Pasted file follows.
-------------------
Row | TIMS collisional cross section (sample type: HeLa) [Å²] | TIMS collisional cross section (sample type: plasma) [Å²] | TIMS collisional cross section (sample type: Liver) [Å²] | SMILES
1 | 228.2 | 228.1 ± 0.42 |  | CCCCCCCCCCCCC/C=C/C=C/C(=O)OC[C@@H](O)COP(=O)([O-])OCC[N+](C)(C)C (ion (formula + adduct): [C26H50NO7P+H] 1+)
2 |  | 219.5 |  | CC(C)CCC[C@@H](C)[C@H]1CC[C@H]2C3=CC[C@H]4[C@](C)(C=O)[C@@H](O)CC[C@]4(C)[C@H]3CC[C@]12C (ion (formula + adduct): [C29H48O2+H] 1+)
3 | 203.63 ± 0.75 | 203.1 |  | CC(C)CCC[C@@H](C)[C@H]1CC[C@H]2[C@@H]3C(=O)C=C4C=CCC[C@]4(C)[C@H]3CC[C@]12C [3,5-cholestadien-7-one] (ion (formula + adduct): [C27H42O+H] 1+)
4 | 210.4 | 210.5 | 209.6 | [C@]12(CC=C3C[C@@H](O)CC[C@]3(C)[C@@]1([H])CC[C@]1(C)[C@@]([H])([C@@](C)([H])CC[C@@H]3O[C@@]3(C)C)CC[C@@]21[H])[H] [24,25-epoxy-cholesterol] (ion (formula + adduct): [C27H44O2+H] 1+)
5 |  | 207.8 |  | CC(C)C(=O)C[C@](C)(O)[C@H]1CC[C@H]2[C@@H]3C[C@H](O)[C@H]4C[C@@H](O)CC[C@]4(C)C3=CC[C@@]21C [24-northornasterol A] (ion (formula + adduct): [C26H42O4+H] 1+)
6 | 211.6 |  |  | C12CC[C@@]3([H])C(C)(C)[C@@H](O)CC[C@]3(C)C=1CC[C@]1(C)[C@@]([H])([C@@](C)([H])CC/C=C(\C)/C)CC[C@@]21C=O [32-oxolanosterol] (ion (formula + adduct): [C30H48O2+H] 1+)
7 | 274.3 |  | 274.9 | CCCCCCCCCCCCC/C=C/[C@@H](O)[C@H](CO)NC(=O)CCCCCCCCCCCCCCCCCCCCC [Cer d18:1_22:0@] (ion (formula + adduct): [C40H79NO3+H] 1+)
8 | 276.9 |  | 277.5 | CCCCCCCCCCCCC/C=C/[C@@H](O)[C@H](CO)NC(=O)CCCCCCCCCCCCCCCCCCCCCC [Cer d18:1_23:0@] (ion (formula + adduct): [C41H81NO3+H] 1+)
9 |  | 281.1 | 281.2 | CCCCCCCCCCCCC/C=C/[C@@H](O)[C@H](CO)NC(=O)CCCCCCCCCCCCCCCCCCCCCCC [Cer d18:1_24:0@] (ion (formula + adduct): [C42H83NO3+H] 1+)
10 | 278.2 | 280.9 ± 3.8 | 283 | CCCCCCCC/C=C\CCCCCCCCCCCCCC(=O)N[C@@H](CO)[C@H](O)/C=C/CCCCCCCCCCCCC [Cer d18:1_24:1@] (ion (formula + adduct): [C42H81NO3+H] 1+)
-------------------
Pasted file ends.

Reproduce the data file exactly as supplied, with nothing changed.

Row | TIMS collisional cross section (sample type: HeLa) [Å²] | TIMS collisional cross section (sample type: plasma) [Å²] | TIMS collisional cross section (sample type: Liver) [Å²] | SMILES
1 | 228.2 | 228.1 ± 0.42 |  | CCCCCCCCCCCCC/C=C/C=C/C(=O)OC[C@@H](O)COP(=O)([O-])OCC[N+](C)(C)C (ion (formula + adduct): [C26H50NO7P+H] 1+)
2 |  | 219.5 |  | CC(C)CCC[C@@H](C)[C@H]1CC[C@H]2C3=CC[C@H]4[C@](C)(C=O)[C@@H](O)CC[C@]4(C)[C@H]3CC[C@]12C (ion (formula + adduct): [C29H48O2+H] 1+)
3 | 203.63 ± 0.75 | 203.1 |  | CC(C)CCC[C@@H](C)[C@H]1CC[C@H]2[C@@H]3C(=O)C=C4C=CCC[C@]4(C)[C@H]3CC[C@]12C [3,5-cholestadien-7-one] (ion (formula + adduct): [C27H42O+H] 1+)
4 | 210.4 | 210.5 | 209.6 | [C@]12(CC=C3C[C@@H](O)CC[C@]3(C)[C@@]1([H])CC[C@]1(C)[C@@]([H])([C@@](C)([H])CC[C@@H]3O[C@@]3(C)C)CC[C@@]21[H])[H] [24,25-epoxy-cholesterol] (ion (formula + adduct): [C27H44O2+H] 1+)
5 |  | 207.8 |  | CC(C)C(=O)C[C@](C)(O)[C@H]1CC[C@H]2[C@@H]3C[C@H](O)[C@H]4C[C@@H](O)CC[C@]4(C)C3=CC[C@@]21C [24-northornasterol A] (ion (formula + adduct): [C26H42O4+H] 1+)
6 | 211.6 |  |  | C12CC[C@@]3([H])C(C)(C)[C@@H](O)CC[C@]3(C)C=1CC[C@]1(C)[C@@]([H])([C@@](C)([H])CC/C=C(\C)/C)CC[C@@]21C=O [32-oxolanosterol] (ion (formula + adduct): [C30H48O2+H] 1+)
7 | 274.3 |  | 274.9 | CCCCCCCCCCCCC/C=C/[C@@H](O)[C@H](CO)NC(=O)CCCCCCCCCCCCCCCCCCCCC [Cer d18:1_22:0@] (ion (formula + adduct): [C40H79NO3+H] 1+)
8 | 276.9 |  | 277.5 | CCCCCCCCCCCCC/C=C/[C@@H](O)[C@H](CO)NC(=O)CCCCCCCCCCCCCCCCCCCCCC [Cer d18:1_23:0@] (ion (formula + adduct): [C41H81NO3+H] 1+)
9 |  | 281.1 | 281.2 | CCCCCCCCCCCCC/C=C/[C@@H](O)[C@H](CO)NC(=O)CCCCCCCCCCCCCCCCCCCCCCC [Cer d18:1_24:0@] (ion (formula + adduct): [C42H83NO3+H] 1+)
10 | 278.2 | 280.9 ± 3.8 | 283 | CCCCCCCC/C=C\CCCCCCCCCCCCCC(=O)N[C@@H](CO)[C@H](O)/C=C/CCCCCCCCCCCCC [Cer d18:1_24:1@] (ion (formula + adduct): [C42H81NO3+H] 1+)